Draft Card Burning
DRAFT CARD BURNING
The burning of Selective Service registration certificates—or "draft cards"—was a brief and dramatic episode that punctuated the early opposition to the vietnam war. Many draft registrants, often before television cameras, publicly burned their cards to demonstrate their refusal to participate in the draft. These events attracted wide attention and often served as a rallying point for war protesters.
Congress responded in 1965 by amending the Universal Military Training and Service Act to make it a felony when any person "knowingly destroys [or] knowingly mutilates" his registration certificate. This law was challenged by David O'Brien with the aid of the american civil libertiesunion. O'Brien had burned his registration certificate before a sizable Boston crowd, including several FBI agents. He was indicted, tried, convicted, and sentenced to prison in the Massachusetts District Court, but the United States Court of Appeals held that the 1965 law unconstitutionally abridged freedom of speech because it interfered with O'Brien's "symbolic" protest against the war.
In United States v. O'Brien (1968), the Supreme Court in an opinion by Chief Justice earl warren reversed the Court of Appeals and upheld the challenged law and O'Brien's conviction. The Court first ruled that the Government has a "substantial interest in assuring the continued availability" of draft cards—for example, so that the individual can prove he has registered and so communication between registrants and local boards can be facilitated, particularly in an emergency. Second, in a more far-reaching holding, the Court rejected O'Brien's claim that the 1965 amendment was unconstitutional because Congress sought to suppress freedom of speech. The Court did not determine whether that in fact was Congress's purpose. Instead it ruled that such a purpose would not invalidate the law in light of the principle that courts may not "restrain the exercise of lawful [congressional] power on the assumption that a wrongful purpose or motive has caused the power to be exercised." (See mccray v. united states.)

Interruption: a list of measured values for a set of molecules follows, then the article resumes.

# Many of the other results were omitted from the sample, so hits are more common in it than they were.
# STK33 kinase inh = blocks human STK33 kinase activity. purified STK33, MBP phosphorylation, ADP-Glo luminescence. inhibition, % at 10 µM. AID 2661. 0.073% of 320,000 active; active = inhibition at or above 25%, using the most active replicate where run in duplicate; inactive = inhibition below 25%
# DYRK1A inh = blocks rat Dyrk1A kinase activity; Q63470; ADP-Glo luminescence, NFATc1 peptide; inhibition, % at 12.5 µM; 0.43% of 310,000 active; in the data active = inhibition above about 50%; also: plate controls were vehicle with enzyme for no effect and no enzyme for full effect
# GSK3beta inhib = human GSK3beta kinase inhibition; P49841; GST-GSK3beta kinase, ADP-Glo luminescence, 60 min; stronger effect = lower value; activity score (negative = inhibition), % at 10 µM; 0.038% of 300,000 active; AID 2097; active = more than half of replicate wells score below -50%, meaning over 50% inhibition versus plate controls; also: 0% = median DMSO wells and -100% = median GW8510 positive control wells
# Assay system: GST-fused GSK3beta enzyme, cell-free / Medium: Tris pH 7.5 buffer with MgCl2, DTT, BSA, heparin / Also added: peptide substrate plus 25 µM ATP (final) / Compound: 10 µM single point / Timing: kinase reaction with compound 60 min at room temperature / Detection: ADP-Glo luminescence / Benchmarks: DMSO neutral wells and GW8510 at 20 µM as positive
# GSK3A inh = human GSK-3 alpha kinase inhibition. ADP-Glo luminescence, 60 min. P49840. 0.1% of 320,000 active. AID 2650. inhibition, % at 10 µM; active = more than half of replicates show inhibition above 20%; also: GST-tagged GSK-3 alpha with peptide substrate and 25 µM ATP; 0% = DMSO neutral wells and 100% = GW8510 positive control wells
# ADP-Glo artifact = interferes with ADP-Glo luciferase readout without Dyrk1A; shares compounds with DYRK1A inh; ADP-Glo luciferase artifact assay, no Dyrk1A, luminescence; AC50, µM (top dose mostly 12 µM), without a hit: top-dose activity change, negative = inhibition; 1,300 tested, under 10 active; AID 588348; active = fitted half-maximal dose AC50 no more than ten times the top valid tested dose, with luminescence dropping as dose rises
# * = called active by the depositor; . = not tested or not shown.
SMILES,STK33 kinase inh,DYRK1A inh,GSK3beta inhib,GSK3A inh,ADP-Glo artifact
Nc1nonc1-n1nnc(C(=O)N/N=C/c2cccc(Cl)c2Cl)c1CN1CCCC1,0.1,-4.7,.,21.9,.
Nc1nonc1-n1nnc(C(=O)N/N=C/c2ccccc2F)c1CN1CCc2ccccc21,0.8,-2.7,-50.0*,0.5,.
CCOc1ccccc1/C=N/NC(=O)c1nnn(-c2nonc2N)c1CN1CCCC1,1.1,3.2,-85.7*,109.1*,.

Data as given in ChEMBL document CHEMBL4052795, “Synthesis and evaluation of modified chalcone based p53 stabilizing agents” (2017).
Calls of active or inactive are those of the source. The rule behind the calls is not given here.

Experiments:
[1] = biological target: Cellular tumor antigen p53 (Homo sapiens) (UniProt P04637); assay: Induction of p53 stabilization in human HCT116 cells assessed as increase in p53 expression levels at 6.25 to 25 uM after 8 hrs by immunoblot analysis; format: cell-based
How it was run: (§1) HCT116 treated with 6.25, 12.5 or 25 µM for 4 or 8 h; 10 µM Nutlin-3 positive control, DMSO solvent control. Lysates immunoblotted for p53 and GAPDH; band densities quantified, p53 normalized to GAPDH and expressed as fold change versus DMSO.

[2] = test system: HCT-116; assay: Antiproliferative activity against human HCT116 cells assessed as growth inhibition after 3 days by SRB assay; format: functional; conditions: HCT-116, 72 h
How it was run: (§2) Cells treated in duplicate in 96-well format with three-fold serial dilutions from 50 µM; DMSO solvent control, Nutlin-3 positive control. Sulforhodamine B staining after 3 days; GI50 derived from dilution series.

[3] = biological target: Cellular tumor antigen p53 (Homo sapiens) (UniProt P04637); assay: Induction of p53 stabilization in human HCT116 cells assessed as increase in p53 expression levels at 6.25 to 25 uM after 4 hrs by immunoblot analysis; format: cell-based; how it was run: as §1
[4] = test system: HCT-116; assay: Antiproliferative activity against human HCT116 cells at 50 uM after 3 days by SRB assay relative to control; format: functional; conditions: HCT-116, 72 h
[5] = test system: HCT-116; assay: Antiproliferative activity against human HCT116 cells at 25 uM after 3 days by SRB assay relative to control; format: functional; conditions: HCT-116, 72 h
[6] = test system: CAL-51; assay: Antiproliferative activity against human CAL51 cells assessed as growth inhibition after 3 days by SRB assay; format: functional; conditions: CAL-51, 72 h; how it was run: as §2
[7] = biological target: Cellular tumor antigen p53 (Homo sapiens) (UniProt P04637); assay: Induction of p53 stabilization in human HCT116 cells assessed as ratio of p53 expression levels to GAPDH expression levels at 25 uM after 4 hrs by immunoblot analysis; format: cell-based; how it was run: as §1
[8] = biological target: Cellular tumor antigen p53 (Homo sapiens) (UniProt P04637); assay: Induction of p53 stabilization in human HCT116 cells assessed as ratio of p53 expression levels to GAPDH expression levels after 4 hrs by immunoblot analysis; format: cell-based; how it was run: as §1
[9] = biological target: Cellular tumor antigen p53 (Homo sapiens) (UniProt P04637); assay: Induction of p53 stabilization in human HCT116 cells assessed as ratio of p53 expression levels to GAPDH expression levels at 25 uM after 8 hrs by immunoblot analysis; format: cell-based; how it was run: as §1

Only Justice william o. douglas dissented from the Court's decision, in an opinion that dwelt less on draft card burning than on the power of Congress to initiate a peacetime draft. The O'Brien case led to a sharp curtailment of draft card burning and opponents of the Vietnam War turned to other forms of protest.
Alfange, Dean, Jr. 1968 Free Speech and Symbolic Conduct: The Draft Card Burning Case. Supreme Court Review 1968: 1–52.